I had a phase in which I was slightly obsessed with books based on the lives of historical figures. In the same way I enjoy getting to know celebrities through memoirs, I also like getting to know influential people through a romanticised piece of writing. These novels, although not always 100% factual in their retelling of events by any means, are often a great ramp to getting to know the actual story.
In 2016, after ordering a batch of fictionalized novels featuring famous people, I picked up The Paris Wife, by Paula McLain. The book’s main character is Hadley Richardson, Ernest Hemingway’s first wife.
I liked the story; it did not try to hide Hemingway’s often assholeish tendencies (especially towards his wives), but there is a scene in the book that still haunts me to this day.
At some point in the story, Hadley and Hemingway are in two different countries: Hadley is in their home in Paris, and Hemingway in Switzerland. They decide Hadley will travel to meet him, and when preparing for the trip, she takes with her all of Hemingway’s manuscripts, a whole two years worth of his work. She pops the manuscripts in a suitcase, and leaves for the train station. Once there, she finds a seat, places the suitcase under the seat, and steps outside to get water.
I think it is worth noting that, at this point, I knew nothing about Hemingway’s life, and I was unaware of this very real episode. But as I was reading the scene where Hadley leaves the suitcase behind, I kept screaming at the pages. I was not surprised, though still horrified, to find that the suitcase simply disappears a few pages later. We learn later that it is never found again.
What caught me by surprise the most in this whole incident was the fictional Hemingway’s response: he did not burst into a fit of rage, nor did he disappear to be with himself for a while. After learning that his wife lost two whole years of his writing — in my opinion, out of carelessness: who abandons a suitcase filled with writing on a train?? — Hemingway simply did his best to stay calm and assure Hadley that it was okay; since he had written all of that once, he could write it again.
I was aghast.
What Really, Maybe, Happened
In the face of this, I went in search of the true story, to confirm whether Hemingway — an often violent man — had reacted with such uncharacteristic calm. Had McLain decided to assign him some redemptive traits? Was this whole event completely made up?
It turns out there is more than one version of the story. Some sources note Hemingway was the one who requested Hadley bring his manuscripts when an editor asked to see more of his writing. Other accounts — like the one in The Paris Wife — offer that the idea to bring the writing came from Hadley herself, as a surprise for Hemingway.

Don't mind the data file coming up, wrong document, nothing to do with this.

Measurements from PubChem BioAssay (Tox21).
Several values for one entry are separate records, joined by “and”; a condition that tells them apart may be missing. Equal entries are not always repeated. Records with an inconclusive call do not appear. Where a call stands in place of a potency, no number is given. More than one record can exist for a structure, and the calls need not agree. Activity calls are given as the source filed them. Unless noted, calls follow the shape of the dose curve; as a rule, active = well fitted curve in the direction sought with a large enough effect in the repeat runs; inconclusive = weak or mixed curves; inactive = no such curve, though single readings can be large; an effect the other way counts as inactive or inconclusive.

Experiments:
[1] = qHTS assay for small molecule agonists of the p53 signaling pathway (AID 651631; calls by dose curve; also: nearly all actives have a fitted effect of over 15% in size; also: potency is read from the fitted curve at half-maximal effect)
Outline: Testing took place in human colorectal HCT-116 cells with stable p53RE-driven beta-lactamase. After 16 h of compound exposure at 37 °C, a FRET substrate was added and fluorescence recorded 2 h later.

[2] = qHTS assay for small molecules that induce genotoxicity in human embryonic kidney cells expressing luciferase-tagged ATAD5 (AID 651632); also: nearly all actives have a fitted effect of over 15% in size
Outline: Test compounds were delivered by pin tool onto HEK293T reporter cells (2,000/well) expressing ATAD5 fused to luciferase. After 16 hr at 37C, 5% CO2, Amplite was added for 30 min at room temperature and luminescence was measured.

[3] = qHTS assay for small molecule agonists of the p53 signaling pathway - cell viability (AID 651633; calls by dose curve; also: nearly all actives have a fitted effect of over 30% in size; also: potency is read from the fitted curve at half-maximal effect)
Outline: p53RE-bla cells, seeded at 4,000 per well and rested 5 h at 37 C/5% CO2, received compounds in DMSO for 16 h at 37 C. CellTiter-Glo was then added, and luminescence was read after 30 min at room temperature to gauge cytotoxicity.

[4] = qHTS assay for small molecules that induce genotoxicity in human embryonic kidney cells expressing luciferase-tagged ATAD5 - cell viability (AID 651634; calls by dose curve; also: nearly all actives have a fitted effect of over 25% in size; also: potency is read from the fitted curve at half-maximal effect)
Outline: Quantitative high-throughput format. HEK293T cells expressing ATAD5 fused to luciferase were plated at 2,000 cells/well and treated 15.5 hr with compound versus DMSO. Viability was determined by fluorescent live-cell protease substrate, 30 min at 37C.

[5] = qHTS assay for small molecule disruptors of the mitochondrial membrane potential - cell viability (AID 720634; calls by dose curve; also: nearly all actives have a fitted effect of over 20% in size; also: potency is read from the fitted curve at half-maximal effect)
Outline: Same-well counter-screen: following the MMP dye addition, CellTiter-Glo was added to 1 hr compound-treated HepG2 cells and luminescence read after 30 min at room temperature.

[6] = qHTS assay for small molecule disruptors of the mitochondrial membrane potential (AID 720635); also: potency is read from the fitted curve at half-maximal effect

What the book does not talk about is that Hemingway’s IRL reaction was that of a man who thought he had only lost part of his writing — and that later back in Paris he discovered that Hadley had also packed the carbon copies for all of his manuscripts. It was gone gone, all of it, including several short stories and the draft of a World War I novel. None of this is noted anywhere in the book.
In the face of Hemingway’s composed reaction, I’ve often thought to myself that he might have been a better person than me.
My Own Personal Loss
In 2020, I decided to take part in NaNoWriMo for the first time. I had a brand-new story in my head, the beginning of a plot, fun characters, so I set myself up to finally finish a manuscript — something I hadn’t done since my teenage years. I even decided to finally get the Scrivener app on my iPad, because I had heard so many good things about it.
As November started, my mind was on fire: I was writing this fun story, the words were flowing, and I was sure I would be able to actually complete NaNoWriMo this time around.
Then, on one fateful day, the syncing between Scrivener on my iPad and Dropbox mysteriously failed. As I opened the document containing all of my writing, and the Dropbox saved files (and no, I had not considered making an extra copy because I was using an app everyone was raving about which had its own backup), I realised a big part of it was gone.
Now, this did not account for all that many words as it was on day three or four of NaNoWriMo. But with the loss of my story, I felt unable to carry on writing. Because, you see, that first draft seemed so well done; I didn’t know how to recover the words I had become so fond of. I cried and sent emails to try and recover the manuscript to no avail. In the end, I simply resigned myself to the loss, and I haven’t picked up that story ever since.
This was all a fluke of technology, of course. I tried to imagine how I’d have reacted if someone had actually taken my writing and been so careless with it, and it really made me wonder how Hemingway didn’t just burst into flames right then and there (especially since writing was his whole career — it has never been mine). I’m not saying I would have divorced Hadley, but I truly expected Hemingway to just tell her they were done given what we know about his temperament.
Many years later, I’m more and more convinced that the best way to write anything is to write it once, scrap it, and write it all over again with a better view of the subject at hand, that Hemingway’s “I wrote it once, I can write it again” is actually quite reasonable. With some distance and clarity, maybe it is time to pick up my novel again. And Scrivener, too. Maybe Hemingway was a bigger person than I was when the wound of my loss was fresh. And yet…
While doing some extra research for this post, I came across a story about how, after a few drinks, Hemingway would sometimes joke that he divorced Hadley because of the lost manuscripts. I knew he couldn’t be that good.